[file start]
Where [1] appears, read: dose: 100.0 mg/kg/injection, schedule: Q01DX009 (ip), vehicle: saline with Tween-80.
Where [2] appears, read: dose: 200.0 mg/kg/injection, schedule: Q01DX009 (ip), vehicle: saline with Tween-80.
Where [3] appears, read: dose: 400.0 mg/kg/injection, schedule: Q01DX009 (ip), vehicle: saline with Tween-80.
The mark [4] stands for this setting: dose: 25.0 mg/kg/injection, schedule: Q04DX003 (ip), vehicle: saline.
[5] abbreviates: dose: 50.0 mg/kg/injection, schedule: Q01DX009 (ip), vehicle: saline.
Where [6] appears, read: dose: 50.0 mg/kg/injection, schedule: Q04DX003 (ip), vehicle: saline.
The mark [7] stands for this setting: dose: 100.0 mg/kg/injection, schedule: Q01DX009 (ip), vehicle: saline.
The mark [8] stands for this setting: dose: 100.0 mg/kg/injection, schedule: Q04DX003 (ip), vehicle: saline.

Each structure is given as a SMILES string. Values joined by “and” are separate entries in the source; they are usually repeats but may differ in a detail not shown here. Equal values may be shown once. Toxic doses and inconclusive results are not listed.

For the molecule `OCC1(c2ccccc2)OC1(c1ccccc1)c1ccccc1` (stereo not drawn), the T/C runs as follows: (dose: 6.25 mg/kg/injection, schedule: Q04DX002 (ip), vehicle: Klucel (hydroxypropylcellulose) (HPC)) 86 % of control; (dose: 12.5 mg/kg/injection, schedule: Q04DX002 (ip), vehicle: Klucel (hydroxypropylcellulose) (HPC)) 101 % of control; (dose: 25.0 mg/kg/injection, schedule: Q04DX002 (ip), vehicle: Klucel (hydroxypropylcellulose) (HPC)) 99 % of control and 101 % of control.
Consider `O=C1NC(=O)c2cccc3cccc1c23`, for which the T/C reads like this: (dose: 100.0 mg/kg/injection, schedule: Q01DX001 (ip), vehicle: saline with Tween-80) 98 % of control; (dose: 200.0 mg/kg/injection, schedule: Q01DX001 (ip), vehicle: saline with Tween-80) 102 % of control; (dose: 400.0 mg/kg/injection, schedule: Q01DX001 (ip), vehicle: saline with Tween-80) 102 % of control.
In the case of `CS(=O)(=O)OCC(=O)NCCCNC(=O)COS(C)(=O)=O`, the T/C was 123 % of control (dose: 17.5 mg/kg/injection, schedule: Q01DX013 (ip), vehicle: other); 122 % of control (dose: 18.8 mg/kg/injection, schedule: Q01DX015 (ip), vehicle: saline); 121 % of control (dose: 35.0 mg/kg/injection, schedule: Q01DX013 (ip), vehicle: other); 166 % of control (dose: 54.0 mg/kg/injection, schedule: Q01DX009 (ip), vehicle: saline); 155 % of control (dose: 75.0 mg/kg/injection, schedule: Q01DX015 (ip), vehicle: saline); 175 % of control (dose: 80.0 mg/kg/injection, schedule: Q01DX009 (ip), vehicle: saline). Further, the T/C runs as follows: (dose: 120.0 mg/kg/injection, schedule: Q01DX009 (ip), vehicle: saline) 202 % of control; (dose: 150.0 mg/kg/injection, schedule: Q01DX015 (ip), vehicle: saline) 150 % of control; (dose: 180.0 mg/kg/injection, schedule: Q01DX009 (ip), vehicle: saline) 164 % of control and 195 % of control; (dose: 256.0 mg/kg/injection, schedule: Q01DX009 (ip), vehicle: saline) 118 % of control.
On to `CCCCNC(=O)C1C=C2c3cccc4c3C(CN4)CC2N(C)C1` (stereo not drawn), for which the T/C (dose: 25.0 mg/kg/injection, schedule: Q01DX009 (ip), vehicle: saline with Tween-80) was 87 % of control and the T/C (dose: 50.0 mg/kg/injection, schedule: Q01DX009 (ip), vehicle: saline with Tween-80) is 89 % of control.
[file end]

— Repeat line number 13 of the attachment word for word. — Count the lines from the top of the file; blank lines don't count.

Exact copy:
On to `CCCCNC(=O)C1C=C2c3cccc4c3C(CN4)CC2N(C)C1` (stereo not drawn), for which the T/C (dose: 25.0 mg/kg/injection, schedule: Q01DX009 (ip), vehicle: saline with Tween-80) was 87 % of control and the T/C (dose: 50.0 mg/kg/injection, schedule: Q01DX009 (ip), vehicle: saline with Tween-80) is 89 % of control.